In what’s becoming a long and complex legal battle, more than 2,000 farmers now are suing Syngenta for financial losses they claimed they suffered when the seed company marketed its Agrisure Viptera, MIR 162, trait before it was approved in China.
In September, a federal district judge in Kansas City, Kansas, cleared the way for federal lawsuits on behalf of farmers and grain handlers who believe they suffered financial damages after China in 2013 rejected some U.S. corn exports due to the presence of Viptera before the variety had been approved for import by the Chinese.
(In addition to the consolidated federal lawsuit, there are also a number of state lawsuits pending against Syngenta regarding Viptera corn.)
Plaintiffs contend the rejection of 131 million bu. of corn interrupted trade and lowered commodity prices, costing farmers what the National Grain and Feed Association estimates was as much as $3 billion.
Syngenta says it didn’t need approval from China before releasing Viptera, however. According to the company, the law required approvals from only trade partners Canada and Japan before corn could be commercialized in the U.S.
However, when the Viptera corn got mixed into the main supply, its presence technically limited the number of countries where that corn could be legally exported, since several countries had not yet approved the trait, according to Kristen van de Biezenbos, assistant professor at Texas Tech University School of Law.
Seed technology companies typically wait until they have trait approval from “key export markets” before commercialization to avoid contamination and export limitations, she said.
Syngenta says China was not considered “a key export market” in 2010, when the trait was commercialized for the 2011 crop year. The company had submitted the trait to approval for China in 2010; the U.S. approved it for planting that same year.
In addition, Syngenta attorney Michael Jones says, at the time the corn was rejected, China had accepted corn with Viptera for two years. “Which makes clear that China’s decision to reject U.S. corn was not about Viptera, but its own political motivations,” he says.
Looking ahead, Jones says the outcome of these lawsuits could discourage future trait advances. “Under the theory of the lawsuit, before a GMO product could be sold in the U.S., it might require approval from all countries—Russia, Syria or even Iran for that matter,” Jones argues. “Even if the country is engaged in a trade dispute with the U.S., as was the case with China.”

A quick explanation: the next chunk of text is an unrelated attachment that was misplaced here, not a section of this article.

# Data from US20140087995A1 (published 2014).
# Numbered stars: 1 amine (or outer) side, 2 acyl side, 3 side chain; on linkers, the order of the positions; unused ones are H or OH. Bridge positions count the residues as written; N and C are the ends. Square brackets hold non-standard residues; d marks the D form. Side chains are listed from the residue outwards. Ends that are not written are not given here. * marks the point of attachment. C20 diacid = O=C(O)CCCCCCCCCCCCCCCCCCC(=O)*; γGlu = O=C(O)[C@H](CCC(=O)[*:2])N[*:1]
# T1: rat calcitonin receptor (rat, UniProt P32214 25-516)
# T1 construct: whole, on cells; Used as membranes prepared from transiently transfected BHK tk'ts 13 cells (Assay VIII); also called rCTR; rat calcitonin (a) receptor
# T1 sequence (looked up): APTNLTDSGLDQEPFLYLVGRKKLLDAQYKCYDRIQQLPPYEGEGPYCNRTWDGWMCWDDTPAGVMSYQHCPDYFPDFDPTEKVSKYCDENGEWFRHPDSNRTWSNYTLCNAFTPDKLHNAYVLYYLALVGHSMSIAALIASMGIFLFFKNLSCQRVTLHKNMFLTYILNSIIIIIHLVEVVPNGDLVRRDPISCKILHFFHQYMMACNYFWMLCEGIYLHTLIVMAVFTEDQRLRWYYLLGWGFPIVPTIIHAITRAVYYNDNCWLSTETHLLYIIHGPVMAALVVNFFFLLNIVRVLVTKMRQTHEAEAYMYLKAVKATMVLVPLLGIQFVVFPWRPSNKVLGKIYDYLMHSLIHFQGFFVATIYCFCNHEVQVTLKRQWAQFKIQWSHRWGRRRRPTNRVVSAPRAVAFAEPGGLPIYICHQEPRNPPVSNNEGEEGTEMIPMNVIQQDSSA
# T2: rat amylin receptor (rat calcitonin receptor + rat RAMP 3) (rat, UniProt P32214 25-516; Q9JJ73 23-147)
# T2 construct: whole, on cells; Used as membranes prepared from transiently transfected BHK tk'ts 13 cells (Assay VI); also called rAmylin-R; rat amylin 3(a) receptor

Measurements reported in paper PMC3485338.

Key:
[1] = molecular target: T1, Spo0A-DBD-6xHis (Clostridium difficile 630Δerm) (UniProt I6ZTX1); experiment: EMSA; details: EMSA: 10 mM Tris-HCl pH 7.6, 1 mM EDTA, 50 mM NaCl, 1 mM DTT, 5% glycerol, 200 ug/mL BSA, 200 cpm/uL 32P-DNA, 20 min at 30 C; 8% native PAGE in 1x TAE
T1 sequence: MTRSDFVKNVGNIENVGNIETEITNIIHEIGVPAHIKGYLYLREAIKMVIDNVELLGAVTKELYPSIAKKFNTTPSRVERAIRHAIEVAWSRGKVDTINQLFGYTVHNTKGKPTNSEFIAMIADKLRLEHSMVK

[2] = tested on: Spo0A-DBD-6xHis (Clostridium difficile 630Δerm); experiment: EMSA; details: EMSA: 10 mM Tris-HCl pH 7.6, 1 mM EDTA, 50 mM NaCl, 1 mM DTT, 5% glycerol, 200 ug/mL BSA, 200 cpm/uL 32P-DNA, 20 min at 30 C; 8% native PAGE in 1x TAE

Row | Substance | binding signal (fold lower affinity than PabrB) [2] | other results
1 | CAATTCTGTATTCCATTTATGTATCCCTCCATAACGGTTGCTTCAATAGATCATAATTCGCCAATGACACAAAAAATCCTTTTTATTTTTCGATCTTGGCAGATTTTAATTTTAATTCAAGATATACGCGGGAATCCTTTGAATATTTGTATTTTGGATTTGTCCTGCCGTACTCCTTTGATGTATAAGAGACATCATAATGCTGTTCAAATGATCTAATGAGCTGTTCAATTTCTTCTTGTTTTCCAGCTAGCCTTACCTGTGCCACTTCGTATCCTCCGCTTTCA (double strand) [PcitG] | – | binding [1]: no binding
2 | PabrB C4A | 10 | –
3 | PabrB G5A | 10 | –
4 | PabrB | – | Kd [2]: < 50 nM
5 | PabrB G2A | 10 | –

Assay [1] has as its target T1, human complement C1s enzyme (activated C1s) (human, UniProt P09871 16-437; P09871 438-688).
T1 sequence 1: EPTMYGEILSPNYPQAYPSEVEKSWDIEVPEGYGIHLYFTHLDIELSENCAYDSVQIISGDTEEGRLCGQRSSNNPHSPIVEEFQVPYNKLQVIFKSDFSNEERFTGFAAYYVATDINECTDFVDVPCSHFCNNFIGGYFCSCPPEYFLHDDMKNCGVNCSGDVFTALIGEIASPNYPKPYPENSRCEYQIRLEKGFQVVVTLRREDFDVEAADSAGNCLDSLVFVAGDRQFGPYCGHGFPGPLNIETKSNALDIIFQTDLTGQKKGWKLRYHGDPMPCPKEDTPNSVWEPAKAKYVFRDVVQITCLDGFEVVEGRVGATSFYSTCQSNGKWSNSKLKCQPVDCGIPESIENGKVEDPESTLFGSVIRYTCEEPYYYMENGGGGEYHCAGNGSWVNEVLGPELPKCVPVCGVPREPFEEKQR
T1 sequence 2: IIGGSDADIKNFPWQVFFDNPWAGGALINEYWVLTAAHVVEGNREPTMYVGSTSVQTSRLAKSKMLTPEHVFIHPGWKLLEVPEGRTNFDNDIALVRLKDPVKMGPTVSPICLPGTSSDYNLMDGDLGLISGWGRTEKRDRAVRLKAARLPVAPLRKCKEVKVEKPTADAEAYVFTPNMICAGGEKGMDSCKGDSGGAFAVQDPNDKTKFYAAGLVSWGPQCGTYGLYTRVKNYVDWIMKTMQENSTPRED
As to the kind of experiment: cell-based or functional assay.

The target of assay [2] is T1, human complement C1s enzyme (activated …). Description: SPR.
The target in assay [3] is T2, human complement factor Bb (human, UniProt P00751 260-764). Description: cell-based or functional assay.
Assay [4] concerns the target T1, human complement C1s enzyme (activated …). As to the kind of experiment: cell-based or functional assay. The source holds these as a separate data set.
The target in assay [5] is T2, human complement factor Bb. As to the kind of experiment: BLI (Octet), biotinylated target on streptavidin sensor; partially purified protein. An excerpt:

Farmers who believe they were hurt financially claim Syngenta misled them.
“Syngenta said [China] would approve of corn that had never been approved,” says attorney Jayne Conroy of Simmons Hanly Conroy in Illinois. She is a plaintiff’s attorney representing cases that have been filed against Syngenta and is also a member of the plantiffs’ executive committee for the federal cases that have been consolidated in Kansas. “We have farmers file every day. We have farmers in 22 states and we’re in the millions of acres of corn.”
“A large corporation basically lied about their product and caused significant economic damage to the U.S.,” Conroy continues. “The entire case is going to boil down to what Syngenta said and who heard it.” Corn was shipped at a great expense only to get turned away and when it did, 85% of it had nowhere to go, she says. The plaintiff farmers believe they should be paid for the damages they incurred, regardless of the trait’s approval in the U.S., since China’s market resulted in a more than 130 million-bu. loss.
“This is by far the largest agricultural lawsuit we’ve had in the U.S.,” Conroy says.
When presented with Jones’s remarks regarding Syngenta’s defense, Conroy and her firm representing plaintiffs in the case declined to comment.
The case also involves claims of cross-contamination. Some farmers claim their non-Syngenta corn was cross-pollinated or contaminated in storage, according to law professor van de Biezenbos. This meant farmers who did not plant Viptera were still unable to sell their grain, much like they would be if they had planted the product themselves.
“The question comes down to whether a reasonable company, knowing what Syngenta knew about Chinese approval and cross-contamination risk, would have released a product at the time and in the manner that did,” she says.”
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